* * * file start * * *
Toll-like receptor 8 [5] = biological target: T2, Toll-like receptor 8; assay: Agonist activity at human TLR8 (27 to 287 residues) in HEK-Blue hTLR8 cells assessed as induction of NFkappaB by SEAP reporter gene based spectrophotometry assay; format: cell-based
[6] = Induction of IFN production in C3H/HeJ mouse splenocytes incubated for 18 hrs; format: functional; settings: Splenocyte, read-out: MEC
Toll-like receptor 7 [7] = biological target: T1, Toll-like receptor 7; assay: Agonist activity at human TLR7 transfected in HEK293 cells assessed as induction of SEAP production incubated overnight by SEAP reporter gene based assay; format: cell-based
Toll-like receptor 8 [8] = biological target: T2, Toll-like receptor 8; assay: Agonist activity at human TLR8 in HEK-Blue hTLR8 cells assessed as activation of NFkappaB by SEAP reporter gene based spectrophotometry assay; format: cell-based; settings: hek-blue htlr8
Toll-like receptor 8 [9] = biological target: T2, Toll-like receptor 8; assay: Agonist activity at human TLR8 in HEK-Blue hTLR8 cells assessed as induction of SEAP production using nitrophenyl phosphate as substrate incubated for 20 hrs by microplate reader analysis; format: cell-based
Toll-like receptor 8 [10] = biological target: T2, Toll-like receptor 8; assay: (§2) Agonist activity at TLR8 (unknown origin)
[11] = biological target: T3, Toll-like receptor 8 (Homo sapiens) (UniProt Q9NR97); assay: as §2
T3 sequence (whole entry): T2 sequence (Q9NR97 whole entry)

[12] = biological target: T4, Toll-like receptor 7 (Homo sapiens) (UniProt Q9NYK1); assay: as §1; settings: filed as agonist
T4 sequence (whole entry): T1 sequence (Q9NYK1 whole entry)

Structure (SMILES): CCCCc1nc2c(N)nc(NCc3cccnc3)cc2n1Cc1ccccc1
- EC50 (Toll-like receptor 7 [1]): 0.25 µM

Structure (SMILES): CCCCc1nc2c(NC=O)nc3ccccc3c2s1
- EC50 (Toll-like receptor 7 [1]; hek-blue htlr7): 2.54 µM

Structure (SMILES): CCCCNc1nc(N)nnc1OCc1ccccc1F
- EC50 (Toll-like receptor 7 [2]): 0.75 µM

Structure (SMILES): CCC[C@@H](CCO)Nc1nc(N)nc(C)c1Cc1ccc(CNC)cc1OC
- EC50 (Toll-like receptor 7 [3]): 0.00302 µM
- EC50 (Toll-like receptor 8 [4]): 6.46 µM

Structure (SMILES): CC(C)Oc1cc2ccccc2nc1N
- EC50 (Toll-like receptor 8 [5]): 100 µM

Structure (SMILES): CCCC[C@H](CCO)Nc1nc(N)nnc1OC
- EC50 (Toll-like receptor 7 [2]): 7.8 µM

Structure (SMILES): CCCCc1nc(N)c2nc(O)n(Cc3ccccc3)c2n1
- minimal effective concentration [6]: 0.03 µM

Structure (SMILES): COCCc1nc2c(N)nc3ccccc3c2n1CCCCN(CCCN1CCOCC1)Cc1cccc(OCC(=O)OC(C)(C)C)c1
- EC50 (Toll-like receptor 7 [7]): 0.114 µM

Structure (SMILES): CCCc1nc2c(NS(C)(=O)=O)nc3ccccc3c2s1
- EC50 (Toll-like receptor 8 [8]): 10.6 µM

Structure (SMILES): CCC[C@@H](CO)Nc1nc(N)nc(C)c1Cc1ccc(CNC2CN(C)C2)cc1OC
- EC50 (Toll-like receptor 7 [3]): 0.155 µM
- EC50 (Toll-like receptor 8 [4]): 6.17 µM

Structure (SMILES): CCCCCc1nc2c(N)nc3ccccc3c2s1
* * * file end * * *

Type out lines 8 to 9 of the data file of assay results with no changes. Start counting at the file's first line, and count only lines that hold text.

T3 sequence (whole entry): T2 sequence (Q9NR97 whole entry)

[12] = biological target: T4, Toll-like receptor 7 (Homo sapiens) (UniProt Q9NYK1); assay: as §1; settings: filed as agonist